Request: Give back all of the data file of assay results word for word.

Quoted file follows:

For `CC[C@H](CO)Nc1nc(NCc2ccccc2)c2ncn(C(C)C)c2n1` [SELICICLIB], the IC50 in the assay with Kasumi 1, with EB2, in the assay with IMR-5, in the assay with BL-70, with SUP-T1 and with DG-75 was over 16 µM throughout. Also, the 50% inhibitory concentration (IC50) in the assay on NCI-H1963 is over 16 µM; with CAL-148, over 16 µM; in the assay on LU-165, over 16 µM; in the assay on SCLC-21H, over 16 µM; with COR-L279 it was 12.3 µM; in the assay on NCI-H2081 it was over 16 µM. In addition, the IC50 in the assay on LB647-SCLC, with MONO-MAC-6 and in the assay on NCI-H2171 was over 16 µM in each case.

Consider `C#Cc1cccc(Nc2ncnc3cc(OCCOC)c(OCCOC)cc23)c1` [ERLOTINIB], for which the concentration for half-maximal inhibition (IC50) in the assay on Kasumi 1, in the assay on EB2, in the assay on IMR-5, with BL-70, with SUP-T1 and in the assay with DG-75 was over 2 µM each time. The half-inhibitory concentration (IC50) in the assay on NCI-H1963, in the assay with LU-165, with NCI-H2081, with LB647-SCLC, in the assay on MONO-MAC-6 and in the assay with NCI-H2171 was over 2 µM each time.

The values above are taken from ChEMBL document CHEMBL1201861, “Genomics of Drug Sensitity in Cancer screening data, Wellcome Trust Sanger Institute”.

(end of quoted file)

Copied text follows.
For `CC[C@H](CO)Nc1nc(NCc2ccccc2)c2ncn(C(C)C)c2n1` [SELICICLIB], the IC50 in the assay with Kasumi 1, with EB2, in the assay with IMR-5, in the assay with BL-70, with SUP-T1 and with DG-75 was over 16 µM throughout. Also, the 50% inhibitory concentration (IC50) in the assay on NCI-H1963 is over 16 µM; with CAL-148, over 16 µM; in the assay on LU-165, over 16 µM; in the assay on SCLC-21H, over 16 µM; with COR-L279 it was 12.3 µM; in the assay on NCI-H2081 it was over 16 µM. In addition, the IC50 in the assay on LB647-SCLC, with MONO-MAC-6 and in the assay on NCI-H2171 was over 16 µM in each case.

Consider `C#Cc1cccc(Nc2ncnc3cc(OCCOC)c(OCCOC)cc23)c1` [ERLOTINIB], for which the concentration for half-maximal inhibition (IC50) in the assay on Kasumi 1, in the assay on EB2, in the assay on IMR-5, with BL-70, with SUP-T1 and in the assay with DG-75 was over 2 µM each time. The half-inhibitory concentration (IC50) in the assay on NCI-H1963, in the assay with LU-165, with NCI-H2081, with LB647-SCLC, in the assay on MONO-MAC-6 and in the assay with NCI-H2171 was over 2 µM each time.

The values above are taken from ChEMBL document CHEMBL1201861, “Genomics of Drug Sensitity in Cancer screening data, Wellcome Trust Sanger Institute”.